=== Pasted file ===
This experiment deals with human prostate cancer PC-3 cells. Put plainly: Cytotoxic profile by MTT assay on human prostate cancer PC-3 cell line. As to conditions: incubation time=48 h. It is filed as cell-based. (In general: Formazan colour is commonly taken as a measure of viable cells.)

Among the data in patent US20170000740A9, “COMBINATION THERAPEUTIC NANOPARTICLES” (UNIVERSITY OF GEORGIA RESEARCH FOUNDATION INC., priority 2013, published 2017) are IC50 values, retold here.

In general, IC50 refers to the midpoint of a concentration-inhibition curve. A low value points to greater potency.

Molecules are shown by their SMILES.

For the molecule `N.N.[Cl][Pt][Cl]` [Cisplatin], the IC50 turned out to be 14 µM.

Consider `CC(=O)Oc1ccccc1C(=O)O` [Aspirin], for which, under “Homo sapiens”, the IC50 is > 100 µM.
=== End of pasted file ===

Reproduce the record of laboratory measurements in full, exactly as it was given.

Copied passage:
This experiment deals with human prostate cancer PC-3 cells. Put plainly: Cytotoxic profile by MTT assay on human prostate cancer PC-3 cell line. As to conditions: incubation time=48 h. It is filed as cell-based. (In general: Formazan colour is commonly taken as a measure of viable cells.)

Among the data in patent US20170000740A9, “COMBINATION THERAPEUTIC NANOPARTICLES” (UNIVERSITY OF GEORGIA RESEARCH FOUNDATION INC., priority 2013, published 2017) are IC50 values, retold here.

In general, IC50 refers to the midpoint of a concentration-inhibition curve. A low value points to greater potency.

Molecules are shown by their SMILES.

For the molecule `N.N.[Cl][Pt][Cl]` [Cisplatin], the IC50 turned out to be 14 µM.

Consider `CC(=O)Oc1ccccc1C(=O)O` [Aspirin], for which, under “Homo sapiens”, the IC50 is > 100 µM.